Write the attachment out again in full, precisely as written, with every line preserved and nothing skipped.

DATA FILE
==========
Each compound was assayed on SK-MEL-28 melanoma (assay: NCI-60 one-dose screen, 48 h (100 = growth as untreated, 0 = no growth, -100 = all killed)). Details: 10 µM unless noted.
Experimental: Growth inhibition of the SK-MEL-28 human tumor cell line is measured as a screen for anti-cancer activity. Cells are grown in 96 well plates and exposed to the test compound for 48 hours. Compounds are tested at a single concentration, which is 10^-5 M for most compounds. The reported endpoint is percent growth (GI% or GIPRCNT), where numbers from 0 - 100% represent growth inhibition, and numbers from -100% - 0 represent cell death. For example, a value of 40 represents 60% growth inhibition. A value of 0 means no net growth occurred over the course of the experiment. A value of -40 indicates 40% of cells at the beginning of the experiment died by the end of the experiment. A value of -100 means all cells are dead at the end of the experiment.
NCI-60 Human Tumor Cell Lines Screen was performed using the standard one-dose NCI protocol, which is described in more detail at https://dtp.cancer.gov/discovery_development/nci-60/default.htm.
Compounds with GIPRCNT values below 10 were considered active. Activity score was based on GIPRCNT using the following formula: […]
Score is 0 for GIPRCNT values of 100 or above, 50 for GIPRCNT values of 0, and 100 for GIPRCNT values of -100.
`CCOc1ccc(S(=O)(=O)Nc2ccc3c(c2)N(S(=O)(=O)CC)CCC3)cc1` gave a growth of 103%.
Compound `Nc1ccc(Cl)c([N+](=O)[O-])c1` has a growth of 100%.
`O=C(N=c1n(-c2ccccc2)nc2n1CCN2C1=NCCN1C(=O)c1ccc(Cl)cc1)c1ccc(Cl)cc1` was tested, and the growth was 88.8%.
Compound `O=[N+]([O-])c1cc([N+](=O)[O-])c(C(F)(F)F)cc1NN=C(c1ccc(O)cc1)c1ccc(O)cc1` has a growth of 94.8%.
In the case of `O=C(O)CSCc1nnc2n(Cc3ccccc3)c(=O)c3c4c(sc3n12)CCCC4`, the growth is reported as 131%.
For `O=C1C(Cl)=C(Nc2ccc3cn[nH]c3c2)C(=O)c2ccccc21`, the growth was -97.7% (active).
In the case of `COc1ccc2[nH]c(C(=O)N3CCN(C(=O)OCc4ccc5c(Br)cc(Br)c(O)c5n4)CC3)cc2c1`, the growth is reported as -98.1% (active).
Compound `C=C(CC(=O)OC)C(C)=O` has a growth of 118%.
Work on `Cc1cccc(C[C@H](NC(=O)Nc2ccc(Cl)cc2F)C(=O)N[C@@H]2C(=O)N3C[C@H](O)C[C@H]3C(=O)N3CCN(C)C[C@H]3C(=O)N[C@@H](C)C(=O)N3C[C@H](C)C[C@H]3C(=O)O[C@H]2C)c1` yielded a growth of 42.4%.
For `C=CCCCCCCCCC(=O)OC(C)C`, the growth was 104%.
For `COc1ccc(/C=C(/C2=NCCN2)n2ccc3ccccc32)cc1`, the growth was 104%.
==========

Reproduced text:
Each compound was assayed on SK-MEL-28 melanoma (assay: NCI-60 one-dose screen, 48 h (100 = growth as untreated, 0 = no growth, -100 = all killed)). Details: 10 µM unless noted.
Experimental: Growth inhibition of the SK-MEL-28 human tumor cell line is measured as a screen for anti-cancer activity. Cells are grown in 96 well plates and exposed to the test compound for 48 hours. Compounds are tested at a single concentration, which is 10^-5 M for most compounds. The reported endpoint is percent growth (GI% or GIPRCNT), where numbers from 0 - 100% represent growth inhibition, and numbers from -100% - 0 represent cell death. For example, a value of 40 represents 60% growth inhibition. A value of 0 means no net growth occurred over the course of the experiment. A value of -40 indicates 40% of cells at the beginning of the experiment died by the end of the experiment. A value of -100 means all cells are dead at the end of the experiment.
NCI-60 Human Tumor Cell Lines Screen was performed using the standard one-dose NCI protocol, which is described in more detail at https://dtp.cancer.gov/discovery_development/nci-60/default.htm.
Compounds with GIPRCNT values below 10 were considered active. Activity score was based on GIPRCNT using the following formula: […]
Score is 0 for GIPRCNT values of 100 or above, 50 for GIPRCNT values of 0, and 100 for GIPRCNT values of -100.
`CCOc1ccc(S(=O)(=O)Nc2ccc3c(c2)N(S(=O)(=O)CC)CCC3)cc1` gave a growth of 103%.
Compound `Nc1ccc(Cl)c([N+](=O)[O-])c1` has a growth of 100%.
`O=C(N=c1n(-c2ccccc2)nc2n1CCN2C1=NCCN1C(=O)c1ccc(Cl)cc1)c1ccc(Cl)cc1` was tested, and the growth was 88.8%.
Compound `O=[N+]([O-])c1cc([N+](=O)[O-])c(C(F)(F)F)cc1NN=C(c1ccc(O)cc1)c1ccc(O)cc1` has a growth of 94.8%.
In the case of `O=C(O)CSCc1nnc2n(Cc3ccccc3)c(=O)c3c4c(sc3n12)CCCC4`, the growth is reported as 131%.
For `O=C1C(Cl)=C(Nc2ccc3cn[nH]c3c2)C(=O)c2ccccc21`, the growth was -97.7% (active).
In the case of `COc1ccc2[nH]c(C(=O)N3CCN(C(=O)OCc4ccc5c(Br)cc(Br)c(O)c5n4)CC3)cc2c1`, the growth is reported as -98.1% (active).
Compound `C=C(CC(=O)OC)C(C)=O` has a growth of 118%.
Work on `Cc1cccc(C[C@H](NC(=O)Nc2ccc(Cl)cc2F)C(=O)N[C@@H]2C(=O)N3C[C@H](O)C[C@H]3C(=O)N3CCN(C)C[C@H]3C(=O)N[C@@H](C)C(=O)N3C[C@H](C)C[C@H]3C(=O)O[C@H]2C)c1` yielded a growth of 42.4%.
For `C=CCCCCCCCCC(=O)OC(C)C`, the growth was 104%.
For `COc1ccc(/C=C(/C2=NCCN2)n2ccc3ccccc32)cc1`, the growth was 104%.